Marigolds and Margaritas

Posted · Add Comment

In Mexico, The Day of the Dead is marked with a classic mole and a glass of  tequila. Laura Binder Hughes reveals how to join in the  celebrations…

Although Halloween has acquired a very particular meaning in 21st century Britain, the origin of this cheerfully macabre  celebration lies much deeper in the religious calendar, deriving its spirit from both the Aztec ritual, The Day of the Dead, and the Catholic celebration, All Saints Day.

Originally, the Day of the Dead was presided over by the Aztec goddess Mictecacihuatl; nowadays the ritual (celebrated between 1-2 Nov) has become a public holiday – a celebration of life, designed to honour the memory of lost loved ones. It’s a holiday in which  the living join the dead in cemeteries across Mexico and  in the United States, first to celebrate the lives of  the angelitos (children) who have died and, on the second day, those who have died as adults.

Celebrants bring offerings of favorite foods, tequila and marigolds which are  believed to attract the souls of the dead to the party with their vibrant colour and strong scent.  Families set up makeshift altars in the cemeteries and in other public spaces and decorate their homes with personal mementos of the deceased, hand-cut paper decorations and – always  – marigolds, the legendary flower with 400 lives.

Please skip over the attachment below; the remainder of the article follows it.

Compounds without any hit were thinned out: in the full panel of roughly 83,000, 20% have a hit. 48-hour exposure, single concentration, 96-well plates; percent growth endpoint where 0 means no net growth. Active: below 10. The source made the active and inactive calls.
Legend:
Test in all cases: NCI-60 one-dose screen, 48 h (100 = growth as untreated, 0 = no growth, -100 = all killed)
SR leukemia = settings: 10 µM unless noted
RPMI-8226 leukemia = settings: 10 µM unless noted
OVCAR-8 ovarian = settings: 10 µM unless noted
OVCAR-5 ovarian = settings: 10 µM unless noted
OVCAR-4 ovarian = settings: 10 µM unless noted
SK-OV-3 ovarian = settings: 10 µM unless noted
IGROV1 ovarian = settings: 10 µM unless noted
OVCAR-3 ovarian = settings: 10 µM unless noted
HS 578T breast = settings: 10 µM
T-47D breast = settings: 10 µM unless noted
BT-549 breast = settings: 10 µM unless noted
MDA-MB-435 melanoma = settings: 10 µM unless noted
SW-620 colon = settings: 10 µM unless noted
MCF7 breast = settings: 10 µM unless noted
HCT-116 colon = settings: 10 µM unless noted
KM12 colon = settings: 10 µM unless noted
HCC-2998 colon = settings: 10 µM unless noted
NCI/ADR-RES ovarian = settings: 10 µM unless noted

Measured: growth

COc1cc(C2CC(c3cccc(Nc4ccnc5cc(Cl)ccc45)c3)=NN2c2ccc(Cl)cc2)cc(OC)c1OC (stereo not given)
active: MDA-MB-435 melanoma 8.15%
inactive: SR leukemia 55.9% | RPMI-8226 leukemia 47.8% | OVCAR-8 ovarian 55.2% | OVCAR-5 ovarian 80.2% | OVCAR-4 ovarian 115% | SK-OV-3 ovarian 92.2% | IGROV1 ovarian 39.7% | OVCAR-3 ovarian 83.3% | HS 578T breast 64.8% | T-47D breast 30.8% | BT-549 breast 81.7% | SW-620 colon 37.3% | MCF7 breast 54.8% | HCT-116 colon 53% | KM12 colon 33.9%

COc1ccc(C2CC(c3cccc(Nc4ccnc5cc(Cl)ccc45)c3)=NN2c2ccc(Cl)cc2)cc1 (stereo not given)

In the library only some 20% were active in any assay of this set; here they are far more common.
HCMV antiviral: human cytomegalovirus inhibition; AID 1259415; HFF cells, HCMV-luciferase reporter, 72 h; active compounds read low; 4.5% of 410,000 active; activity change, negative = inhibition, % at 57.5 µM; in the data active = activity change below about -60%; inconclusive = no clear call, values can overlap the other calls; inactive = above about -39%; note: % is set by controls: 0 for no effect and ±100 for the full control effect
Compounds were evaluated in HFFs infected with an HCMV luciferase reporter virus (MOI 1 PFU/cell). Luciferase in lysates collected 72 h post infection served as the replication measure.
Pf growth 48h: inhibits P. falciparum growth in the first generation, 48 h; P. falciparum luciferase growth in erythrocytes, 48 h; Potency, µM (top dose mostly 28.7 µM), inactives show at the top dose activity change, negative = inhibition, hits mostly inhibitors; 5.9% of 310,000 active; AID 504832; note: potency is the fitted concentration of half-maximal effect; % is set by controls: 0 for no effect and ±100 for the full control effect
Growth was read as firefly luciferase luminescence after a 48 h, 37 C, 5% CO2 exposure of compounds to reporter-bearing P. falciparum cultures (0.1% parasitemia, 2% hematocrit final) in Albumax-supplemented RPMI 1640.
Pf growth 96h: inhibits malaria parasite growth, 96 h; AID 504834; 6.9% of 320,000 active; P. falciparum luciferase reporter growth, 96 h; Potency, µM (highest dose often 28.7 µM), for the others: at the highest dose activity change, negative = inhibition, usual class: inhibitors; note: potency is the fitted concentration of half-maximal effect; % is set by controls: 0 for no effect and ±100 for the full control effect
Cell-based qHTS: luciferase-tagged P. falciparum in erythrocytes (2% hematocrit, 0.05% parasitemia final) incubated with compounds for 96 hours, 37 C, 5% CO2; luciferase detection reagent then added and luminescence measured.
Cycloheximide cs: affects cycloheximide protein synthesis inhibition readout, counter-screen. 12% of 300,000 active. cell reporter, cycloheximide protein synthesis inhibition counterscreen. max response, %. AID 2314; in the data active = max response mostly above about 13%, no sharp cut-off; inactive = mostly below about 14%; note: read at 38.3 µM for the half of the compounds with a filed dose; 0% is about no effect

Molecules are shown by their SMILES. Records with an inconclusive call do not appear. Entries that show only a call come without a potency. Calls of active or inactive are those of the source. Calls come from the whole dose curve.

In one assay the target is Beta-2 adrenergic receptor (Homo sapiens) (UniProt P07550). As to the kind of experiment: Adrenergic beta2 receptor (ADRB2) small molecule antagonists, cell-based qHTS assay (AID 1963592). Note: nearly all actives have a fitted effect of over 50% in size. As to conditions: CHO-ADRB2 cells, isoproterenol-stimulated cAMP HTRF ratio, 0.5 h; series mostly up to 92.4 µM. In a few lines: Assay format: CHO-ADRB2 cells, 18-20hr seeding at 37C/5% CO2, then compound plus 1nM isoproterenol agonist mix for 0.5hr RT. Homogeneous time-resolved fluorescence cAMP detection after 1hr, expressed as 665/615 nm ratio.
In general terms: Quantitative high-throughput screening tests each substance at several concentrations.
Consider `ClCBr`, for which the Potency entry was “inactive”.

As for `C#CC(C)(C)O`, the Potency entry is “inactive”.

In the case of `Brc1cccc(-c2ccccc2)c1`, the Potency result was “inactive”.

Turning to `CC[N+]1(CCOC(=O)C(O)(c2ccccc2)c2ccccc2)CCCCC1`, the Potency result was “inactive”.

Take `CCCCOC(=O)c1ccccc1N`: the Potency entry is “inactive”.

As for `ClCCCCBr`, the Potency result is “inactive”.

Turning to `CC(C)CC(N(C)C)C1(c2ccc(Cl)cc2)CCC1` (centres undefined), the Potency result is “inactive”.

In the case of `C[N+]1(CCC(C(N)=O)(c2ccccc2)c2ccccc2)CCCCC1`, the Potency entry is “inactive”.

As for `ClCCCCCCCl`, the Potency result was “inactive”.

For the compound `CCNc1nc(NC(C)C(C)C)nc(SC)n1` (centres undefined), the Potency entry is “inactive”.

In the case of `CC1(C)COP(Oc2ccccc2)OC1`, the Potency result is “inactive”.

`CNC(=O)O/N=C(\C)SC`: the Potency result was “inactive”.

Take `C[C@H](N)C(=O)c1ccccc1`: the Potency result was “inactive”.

Some of the most important dishes eaten as part of  The Day of the Dead celebrations offerings are pan de muerto (a sweet bread) and mole sauces. They’re accompanied by marigold margaritas, drunk to mark the sobering thought that there is more Time than Life.

This idea also informs the work of Frida Kahlo, an artist who brought a strong sense of  Mexican indigenous culture and practices to our collective consciousness.  Kahlo, a flamboyant cook, made many moles – indeed, a  copy of her recipe for the classic mole sauce, based on indigenous nut sauces was pinned to the  kitchen wall of  her stunning Casa Azul in Coyoacan, near Mexico City.

That recipe is the inspiration for the mole that follows at the end of  this article. I’ve added pecans, because I am a Southern girl, and it’s pecan season, but also because pecans are often used in moles around Mexico as well. This mole goes well with  chicken or shrimp, with the Mexican Red Rice, or inside soft corn tortillas with traditional garnish such as sliced radishes and chopped coriander.

And don’t forget, The Day of the Dead celebration is not complete without a proper margarita, made like they do in Mexico, simply, with good tequila, in a 2:1 ratio with fresh squeezed lime juice, and agave syrup to taste. Serve it  in a salt and marigold petal-rimmed margarita glass.




Day of the Dead Chicken in Mole Sauce

(adapted from Frida Kahlo’s mole recipe)

serves 4 – 6

  • Two ½ inch thick slices of white onion
  • 2 garlic cloves
  • 2  plum tomatoes, halved
  • 1  two-inch piece of green plantain, peeled and sliced
  • 4  dried pasilla or mulato chillies, de-stemmed and if you want a mild mole, de-pithed and de-seeded
  • 4 dried ancho (poblano) chillies, de-stemmed and if you want a mild mole, de-pithed and de-seeded